Liu XR, Wei XW, Lin Y. Toll-like receptor-dependent antiviral responses at the maternal–fetal interface. Reprod Dev Med [serial online] 2020 [cited 2021 Apr 14];4:249-56. Available from: https://www.repdevmed.org/text.asp?2020/4/4/249/305928




  Introduction Top


Pregnant women are more susceptible to viral infection due to the development of an enhanced state of immune tolerance necessary to prevent the rejection of the semi-allogeneic fetus.[1] Viral infection during pregnancy can lead to intrauterine infection and adverse pregnancy outcomes, such as miscarriage, preterm birth, preeclampsia, and intrauterine growth restriction.[2],[3],[4] Severe acute respiratory syndrome-coronavirus-2 (SARS-CoV-2), which is the causative agent of the ongoing coronavirus disease 2019 (COVID-19) pandemic, poses a significant threat to maternal and fetal health, and, thus, an in-depth investigation into the mechanisms through which viruses affect the maternal–fetal interface is required. The maternal innate immune response constitutes a powerful defensive barrier that eliminates pathogenic infections through inflammatory responses.[5] Toll-like receptors (TLRs) recognize many types of pathogens, including viruses, and play an essential role in the innate immune system.[6] However, several pregnancy complications have been associated with TLR-dependent antiviral responses.[7] Thus, understanding these responses and their role in pregnancy complications is crucial for improving clinical care provided to pregnant women. Herein, we summarize the current knowledge on antiviral TLR-dependent immune responses at the maternal–fetal interface as well as their role in pregnancy complications.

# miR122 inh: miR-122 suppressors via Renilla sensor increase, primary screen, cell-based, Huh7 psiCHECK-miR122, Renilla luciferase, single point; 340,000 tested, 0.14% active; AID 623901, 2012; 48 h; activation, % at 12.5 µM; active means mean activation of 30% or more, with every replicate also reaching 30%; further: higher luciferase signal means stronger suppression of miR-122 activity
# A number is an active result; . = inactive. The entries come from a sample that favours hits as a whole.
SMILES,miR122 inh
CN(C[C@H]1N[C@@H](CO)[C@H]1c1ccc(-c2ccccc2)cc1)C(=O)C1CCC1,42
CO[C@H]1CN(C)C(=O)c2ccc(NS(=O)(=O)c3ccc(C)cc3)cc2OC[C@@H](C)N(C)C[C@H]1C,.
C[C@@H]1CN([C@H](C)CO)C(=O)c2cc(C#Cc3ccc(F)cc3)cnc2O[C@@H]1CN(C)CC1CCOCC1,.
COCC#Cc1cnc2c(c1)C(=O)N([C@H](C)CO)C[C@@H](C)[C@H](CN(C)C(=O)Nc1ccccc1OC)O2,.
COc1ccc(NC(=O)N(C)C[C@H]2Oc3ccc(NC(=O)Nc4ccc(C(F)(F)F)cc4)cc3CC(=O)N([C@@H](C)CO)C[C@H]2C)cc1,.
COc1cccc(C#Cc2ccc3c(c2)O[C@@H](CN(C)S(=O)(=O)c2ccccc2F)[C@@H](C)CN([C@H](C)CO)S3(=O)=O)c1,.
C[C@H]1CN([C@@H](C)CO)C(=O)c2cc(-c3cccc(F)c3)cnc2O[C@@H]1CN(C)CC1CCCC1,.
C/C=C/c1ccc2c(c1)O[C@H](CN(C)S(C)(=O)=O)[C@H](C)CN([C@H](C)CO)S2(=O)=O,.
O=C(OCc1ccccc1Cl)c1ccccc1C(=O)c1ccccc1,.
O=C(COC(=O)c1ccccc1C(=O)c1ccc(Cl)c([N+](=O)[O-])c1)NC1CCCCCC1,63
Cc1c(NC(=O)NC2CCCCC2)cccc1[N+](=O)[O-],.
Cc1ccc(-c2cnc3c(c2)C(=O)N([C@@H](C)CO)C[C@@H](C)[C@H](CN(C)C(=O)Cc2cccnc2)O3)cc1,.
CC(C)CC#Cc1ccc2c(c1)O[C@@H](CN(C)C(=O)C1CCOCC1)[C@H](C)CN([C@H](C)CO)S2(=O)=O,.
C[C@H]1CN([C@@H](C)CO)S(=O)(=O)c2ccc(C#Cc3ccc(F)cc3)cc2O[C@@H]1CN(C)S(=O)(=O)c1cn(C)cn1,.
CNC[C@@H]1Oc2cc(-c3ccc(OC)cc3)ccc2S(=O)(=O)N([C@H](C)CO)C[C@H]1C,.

Immune Microenvironment at the Maternal–Fetal Interface Top


The maternal–fetal interface comprises the maternal decidua and embryonic trophoblasts. Immune cells, trophoblasts, cytokines, and chemokines constitute the immune microenvironment, which undergoes marked changes during pregnancy.[8] Approximately, 30%–40% of decidual cells in early pregnancy are leukocytes.[9] Natural killer (NK) cells and macrophages are the two major cell types, comprising 50%–70% and 20%–30% of all decidual immune cells, respectively.[10] CD3+ T cells constitute 10%–20% of the leukocytes,[11] while dendritic cells (DCs) represent approximately 1.7%.[12]